Thursday, December 12, 2019

Catch up time!

     I’m so bad... my memory isn’t what it was and if I don’t have a list, I forget things. My calendar currently needs “Blog Post” at the top of each day. The suggested topics for the days I’ve missed were:

     7 - Dream project
     8 - Skills I wish I had
     9 - Favorite tip
   10 - Top 5 books
   11 - Most impactful class

     I’ve been thinking about these topics for days leading up to now and I honestly am stumped on most of them. I have been quilting for so long, and taken so many classes over the years, that I can’t think of anything I haven’t tried. My sewing skills are pretty solid, and I’ve made so many quilts, that the day7 and 8 topics are unanswered. I’m not saying I’ve done it all... not by any means. But I’ve done what I want, and tend to stick with what I’m good at and enjoy. For example, I tried hand quilting but didn’t enjoy it, so I machine quilt.

     I can share a favorite tip, easily. And this is a step that a lot of quilters skip entirely. Do you wash your fabric before you use it? When you purchase fabric off the bolt, that bolt has most likely come from the Far East; Korea and Japan do a lot of fabric printing. The fabric is treated with various chemicals during production, then the bolt is treated with insecticide before shipping.

     When we would receive a shipment of fabric at Little Lamb Quilt Shop the bolts came in plastic, either bags or shrink wrapped. Unwrapped, the fabric has a strong smell at first. I would get a headache handling the new bolts. One of my employees loved the smell of new bolts and could be seen sniffing the bolts while shelving them. The process of the chemicals coming off the fabric is called outgassing. (Def: Outgassing (sometimes called offgassing, particularly when in reference to indoor air quality) is the release of a gas that was dissolved, trapped, frozen, or absorbed in some material.) Not all the chemicals are removed during this process.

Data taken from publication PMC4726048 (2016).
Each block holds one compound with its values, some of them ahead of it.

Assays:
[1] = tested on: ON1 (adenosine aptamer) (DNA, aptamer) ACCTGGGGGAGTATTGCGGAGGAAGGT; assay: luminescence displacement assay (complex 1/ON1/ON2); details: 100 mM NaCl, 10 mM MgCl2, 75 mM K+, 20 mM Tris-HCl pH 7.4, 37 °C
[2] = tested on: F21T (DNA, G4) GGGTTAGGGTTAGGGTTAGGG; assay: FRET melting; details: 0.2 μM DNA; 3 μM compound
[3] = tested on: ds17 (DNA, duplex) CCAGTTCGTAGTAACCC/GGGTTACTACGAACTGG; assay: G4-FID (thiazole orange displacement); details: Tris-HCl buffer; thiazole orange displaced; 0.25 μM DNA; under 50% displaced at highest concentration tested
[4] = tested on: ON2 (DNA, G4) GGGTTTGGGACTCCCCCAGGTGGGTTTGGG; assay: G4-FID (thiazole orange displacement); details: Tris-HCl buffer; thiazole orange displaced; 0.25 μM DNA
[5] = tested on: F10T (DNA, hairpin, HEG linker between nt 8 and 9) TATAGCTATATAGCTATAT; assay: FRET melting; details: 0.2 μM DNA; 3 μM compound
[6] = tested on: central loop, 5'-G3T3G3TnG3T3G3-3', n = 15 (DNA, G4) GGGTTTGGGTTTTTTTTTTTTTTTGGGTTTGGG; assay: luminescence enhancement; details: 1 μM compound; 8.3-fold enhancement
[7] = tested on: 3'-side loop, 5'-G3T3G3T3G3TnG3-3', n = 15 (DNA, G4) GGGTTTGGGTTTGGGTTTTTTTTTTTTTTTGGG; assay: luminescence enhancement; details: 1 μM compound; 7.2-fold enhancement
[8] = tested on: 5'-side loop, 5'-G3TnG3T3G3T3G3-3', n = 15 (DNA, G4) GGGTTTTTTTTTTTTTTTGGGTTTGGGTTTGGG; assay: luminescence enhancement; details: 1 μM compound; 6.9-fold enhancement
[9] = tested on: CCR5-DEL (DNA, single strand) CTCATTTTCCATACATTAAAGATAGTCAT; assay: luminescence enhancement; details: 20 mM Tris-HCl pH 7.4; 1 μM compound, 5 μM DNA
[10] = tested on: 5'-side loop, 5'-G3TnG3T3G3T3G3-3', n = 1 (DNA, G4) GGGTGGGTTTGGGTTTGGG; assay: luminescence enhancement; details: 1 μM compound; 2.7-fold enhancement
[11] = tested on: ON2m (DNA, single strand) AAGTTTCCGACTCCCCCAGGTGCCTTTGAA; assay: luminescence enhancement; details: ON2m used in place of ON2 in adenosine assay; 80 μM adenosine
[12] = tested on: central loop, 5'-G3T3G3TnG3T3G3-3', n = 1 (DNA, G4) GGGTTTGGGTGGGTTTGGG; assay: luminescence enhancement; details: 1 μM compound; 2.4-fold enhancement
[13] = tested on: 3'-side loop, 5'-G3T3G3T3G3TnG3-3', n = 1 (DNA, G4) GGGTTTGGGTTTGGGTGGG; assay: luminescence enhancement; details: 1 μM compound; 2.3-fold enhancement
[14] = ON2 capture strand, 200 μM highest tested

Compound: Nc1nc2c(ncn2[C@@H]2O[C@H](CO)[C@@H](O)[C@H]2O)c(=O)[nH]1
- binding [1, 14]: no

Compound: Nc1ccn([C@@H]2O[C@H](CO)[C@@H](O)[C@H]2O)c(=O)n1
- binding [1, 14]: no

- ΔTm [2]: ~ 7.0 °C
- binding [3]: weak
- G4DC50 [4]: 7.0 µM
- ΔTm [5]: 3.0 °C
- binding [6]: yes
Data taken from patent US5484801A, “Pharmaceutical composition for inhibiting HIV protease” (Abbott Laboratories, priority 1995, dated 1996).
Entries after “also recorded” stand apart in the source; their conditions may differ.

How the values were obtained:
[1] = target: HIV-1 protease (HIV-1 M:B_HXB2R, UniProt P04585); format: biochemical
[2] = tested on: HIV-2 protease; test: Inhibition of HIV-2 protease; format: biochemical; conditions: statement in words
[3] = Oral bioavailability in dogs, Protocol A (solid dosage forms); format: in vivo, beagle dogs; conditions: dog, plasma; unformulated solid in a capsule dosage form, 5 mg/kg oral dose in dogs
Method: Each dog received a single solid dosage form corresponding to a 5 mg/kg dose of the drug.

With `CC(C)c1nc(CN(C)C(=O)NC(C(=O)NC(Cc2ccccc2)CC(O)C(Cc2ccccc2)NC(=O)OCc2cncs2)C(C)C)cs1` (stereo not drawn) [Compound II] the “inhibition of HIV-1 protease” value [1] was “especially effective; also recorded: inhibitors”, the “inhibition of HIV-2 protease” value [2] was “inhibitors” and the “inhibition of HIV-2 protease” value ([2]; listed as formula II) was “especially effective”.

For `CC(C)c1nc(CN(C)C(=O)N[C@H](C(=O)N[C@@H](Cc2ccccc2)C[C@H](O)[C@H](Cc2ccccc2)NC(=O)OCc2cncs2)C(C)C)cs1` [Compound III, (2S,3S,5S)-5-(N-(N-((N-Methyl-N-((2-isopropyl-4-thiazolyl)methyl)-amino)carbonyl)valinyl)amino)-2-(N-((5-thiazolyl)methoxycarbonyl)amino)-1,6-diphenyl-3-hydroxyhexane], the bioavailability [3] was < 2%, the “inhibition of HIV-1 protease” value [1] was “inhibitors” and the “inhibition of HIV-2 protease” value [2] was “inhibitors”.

My process for all fabric that I buy involves several steps. Working with a stack of fat quarters, half yards, or yardage:

  1. I open the fabric up and drape it over a drying rack or the rails of the longarm for a couple days to air. If I try to handle it immediately it gives me a headache.
  2. I serge the cut edges of every piece of fabric.
  3. Sorting by color, I machine wash and dry every piece. I use hot water and quilt soap. Rather than buying the small bottle of soap the quilt shops carry, I get a large bottle of Orvus Paste
    Soap from the agriculture store as it’s actually intended for washing horses. In looking for it online today, the same size jug is $29.95 at the ag store and $39.95 from Amazon. 
  4. Next, I iron with starch. I use Faultless liquid starch and mix it 1/3 starch with 2/3 warm water in a spray bottle.
  5. I spray the FRONT of the fabric with starch and fold it with the starch inside. I do this for all the fabric I have washed, working in batches. Leave the fabric sitting for a few so the starch soaks in.
  6. Next, I iron all the starched pieces on the BACK. If you iron directly on the side where the starch was sprayed you can get flakes.
  7. Now, spray the BACK of the fabric that you just ironed with starch. Set aside for a few minutes.
  8. Iron from the front of the fabric.

You end with a nicely starched, insecticide free piece of fabric. I find it much easier to cut and sew then unstarched fabric. You don’t need to wash your whole stash at once (I’d be weeks doing so). Try this with your next small project and see what you think.

I found another bottle design that says “The original gentle & bright cleaner, Ideal for cleaning horses, livestock, pets, quilts and delicate fabric. Guess they are trying to market to everyone now!

I was going to try and do a video of handling both starched and unstarched fabric but I don’t have a tripod yet. I did buy a nice Nikon camera during the Black Friday sales the day after Thanksgiving. Now to outfit it so I can show you what I’m doing.

I’ll be back later today with the topic for the 12th. This one is easy - favorite color!


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